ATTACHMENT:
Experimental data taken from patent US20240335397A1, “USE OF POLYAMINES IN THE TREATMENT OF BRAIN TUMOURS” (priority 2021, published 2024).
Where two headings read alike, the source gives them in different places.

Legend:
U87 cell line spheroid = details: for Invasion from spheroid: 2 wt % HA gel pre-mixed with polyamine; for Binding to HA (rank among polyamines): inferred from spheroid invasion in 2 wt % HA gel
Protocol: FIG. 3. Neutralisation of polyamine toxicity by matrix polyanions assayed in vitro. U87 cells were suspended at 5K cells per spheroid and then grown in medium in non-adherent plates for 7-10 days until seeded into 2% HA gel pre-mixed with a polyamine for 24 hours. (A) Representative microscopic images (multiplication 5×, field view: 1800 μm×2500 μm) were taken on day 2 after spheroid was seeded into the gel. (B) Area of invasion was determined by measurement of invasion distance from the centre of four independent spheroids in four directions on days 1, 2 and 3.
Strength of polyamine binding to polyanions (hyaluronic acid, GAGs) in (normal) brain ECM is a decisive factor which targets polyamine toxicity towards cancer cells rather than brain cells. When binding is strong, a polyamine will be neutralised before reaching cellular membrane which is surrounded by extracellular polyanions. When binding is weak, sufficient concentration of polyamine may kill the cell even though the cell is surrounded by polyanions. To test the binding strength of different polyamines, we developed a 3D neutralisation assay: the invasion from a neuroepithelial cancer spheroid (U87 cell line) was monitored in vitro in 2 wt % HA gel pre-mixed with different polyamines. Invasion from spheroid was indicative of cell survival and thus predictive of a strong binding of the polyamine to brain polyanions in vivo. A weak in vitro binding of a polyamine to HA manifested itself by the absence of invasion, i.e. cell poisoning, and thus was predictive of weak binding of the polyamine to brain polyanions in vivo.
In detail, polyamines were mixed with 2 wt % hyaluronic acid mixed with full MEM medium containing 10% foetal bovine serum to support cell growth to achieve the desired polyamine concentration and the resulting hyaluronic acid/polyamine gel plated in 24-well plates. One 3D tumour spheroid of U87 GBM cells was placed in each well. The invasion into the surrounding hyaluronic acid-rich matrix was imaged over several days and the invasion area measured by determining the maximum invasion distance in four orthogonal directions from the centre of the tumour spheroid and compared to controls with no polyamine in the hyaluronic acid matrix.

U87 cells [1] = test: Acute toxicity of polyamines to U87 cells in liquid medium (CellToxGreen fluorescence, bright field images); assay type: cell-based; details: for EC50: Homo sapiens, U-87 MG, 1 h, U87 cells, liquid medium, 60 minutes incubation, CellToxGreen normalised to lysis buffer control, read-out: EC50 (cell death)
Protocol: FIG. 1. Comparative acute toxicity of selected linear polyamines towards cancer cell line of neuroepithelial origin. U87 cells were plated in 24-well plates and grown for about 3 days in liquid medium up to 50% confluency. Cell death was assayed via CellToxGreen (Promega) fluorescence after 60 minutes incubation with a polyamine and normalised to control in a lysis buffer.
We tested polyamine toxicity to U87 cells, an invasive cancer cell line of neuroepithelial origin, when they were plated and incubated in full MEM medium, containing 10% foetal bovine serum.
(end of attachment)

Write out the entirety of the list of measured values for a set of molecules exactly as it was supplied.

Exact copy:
Experimental data taken from patent US20240335397A1, “USE OF POLYAMINES IN THE TREATMENT OF BRAIN TUMOURS” (priority 2021, published 2024).
Where two headings read alike, the source gives them in different places.

Legend:
U87 cell line spheroid = details: for Invasion from spheroid: 2 wt % HA gel pre-mixed with polyamine; for Binding to HA (rank among polyamines): inferred from spheroid invasion in 2 wt % HA gel
Protocol: FIG. 3. Neutralisation of polyamine toxicity by matrix polyanions assayed in vitro. U87 cells were suspended at 5K cells per spheroid and then grown in medium in non-adherent plates for 7-10 days until seeded into 2% HA gel pre-mixed with a polyamine for 24 hours. (A) Representative microscopic images (multiplication 5×, field view: 1800 μm×2500 μm) were taken on day 2 after spheroid was seeded into the gel. (B) Area of invasion was determined by measurement of invasion distance from the centre of four independent spheroids in four directions on days 1, 2 and 3.
Strength of polyamine binding to polyanions (hyaluronic acid, GAGs) in (normal) brain ECM is a decisive factor which targets polyamine toxicity towards cancer cells rather than brain cells. When binding is strong, a polyamine will be neutralised before reaching cellular membrane which is surrounded by extracellular polyanions. When binding is weak, sufficient concentration of polyamine may kill the cell even though the cell is surrounded by polyanions. To test the binding strength of different polyamines, we developed a 3D neutralisation assay: the invasion from a neuroepithelial cancer spheroid (U87 cell line) was monitored in vitro in 2 wt % HA gel pre-mixed with different polyamines. Invasion from spheroid was indicative of cell survival and thus predictive of a strong binding of the polyamine to brain polyanions in vivo. A weak in vitro binding of a polyamine to HA manifested itself by the absence of invasion, i.e. cell poisoning, and thus was predictive of weak binding of the polyamine to brain polyanions in vivo.
In detail, polyamines were mixed with 2 wt % hyaluronic acid mixed with full MEM medium containing 10% foetal bovine serum to support cell growth to achieve the desired polyamine concentration and the resulting hyaluronic acid/polyamine gel plated in 24-well plates. One 3D tumour spheroid of U87 GBM cells was placed in each well. The invasion into the surrounding hyaluronic acid-rich matrix was imaged over several days and the invasion area measured by determining the maximum invasion distance in four orthogonal directions from the centre of the tumour spheroid and compared to controls with no polyamine in the hyaluronic acid matrix.

U87 cells [1] = test: Acute toxicity of polyamines to U87 cells in liquid medium (CellToxGreen fluorescence, bright field images); assay type: cell-based; details: for EC50: Homo sapiens, U-87 MG, 1 h, U87 cells, liquid medium, 60 minutes incubation, CellToxGreen normalised to lysis buffer control, read-out: EC50 (cell death)
Protocol: FIG. 1. Comparative acute toxicity of selected linear polyamines towards cancer cell line of neuroepithelial origin. U87 cells were plated in 24-well plates and grown for about 3 days in liquid medium up to 50% confluency. Cell death was assayed via CellToxGreen (Promega) fluorescence after 60 minutes incubation with a polyamine and normalised to control in a lysis buffer.
We tested polyamine toxicity to U87 cells, an invasive cancer cell line of neuroepithelial origin, when they were plated and incubated in full MEM medium, containing 10% foetal bovine serum.